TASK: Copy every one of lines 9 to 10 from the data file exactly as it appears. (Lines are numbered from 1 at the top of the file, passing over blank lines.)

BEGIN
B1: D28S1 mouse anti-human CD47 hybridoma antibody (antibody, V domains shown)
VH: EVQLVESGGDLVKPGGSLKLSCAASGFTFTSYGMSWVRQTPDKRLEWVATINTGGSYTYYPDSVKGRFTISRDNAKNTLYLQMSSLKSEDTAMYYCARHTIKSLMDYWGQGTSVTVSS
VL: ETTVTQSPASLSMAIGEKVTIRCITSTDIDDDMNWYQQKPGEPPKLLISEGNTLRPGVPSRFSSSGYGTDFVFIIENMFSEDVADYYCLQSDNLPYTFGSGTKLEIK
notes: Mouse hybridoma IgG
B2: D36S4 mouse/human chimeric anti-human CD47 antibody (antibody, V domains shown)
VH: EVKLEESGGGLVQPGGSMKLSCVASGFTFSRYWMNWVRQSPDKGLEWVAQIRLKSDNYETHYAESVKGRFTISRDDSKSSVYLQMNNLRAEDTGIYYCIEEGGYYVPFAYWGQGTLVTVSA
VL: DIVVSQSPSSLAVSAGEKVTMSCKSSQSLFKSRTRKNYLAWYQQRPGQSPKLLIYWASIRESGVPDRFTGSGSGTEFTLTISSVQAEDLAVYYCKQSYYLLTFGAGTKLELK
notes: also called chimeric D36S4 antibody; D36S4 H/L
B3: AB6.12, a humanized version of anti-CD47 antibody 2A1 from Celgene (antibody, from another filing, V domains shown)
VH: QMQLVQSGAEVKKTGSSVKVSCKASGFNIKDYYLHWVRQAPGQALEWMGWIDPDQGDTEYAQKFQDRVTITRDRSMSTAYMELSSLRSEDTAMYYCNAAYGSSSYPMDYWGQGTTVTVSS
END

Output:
B3: AB6.12, a humanized version of anti-CD47 antibody 2A1 from Celgene (antibody, from another filing, V domains shown)
VH: QMQLVQSGAEVKKTGSSVKVSCKASGFNIKDYYLHWVRQAPGQALEWMGWIDPDQGDTEYAQKFQDRVTITRDRSMSTAYMELSSLRSEDTAMYYCNAAYGSSSYPMDYWGQGTTVTVSS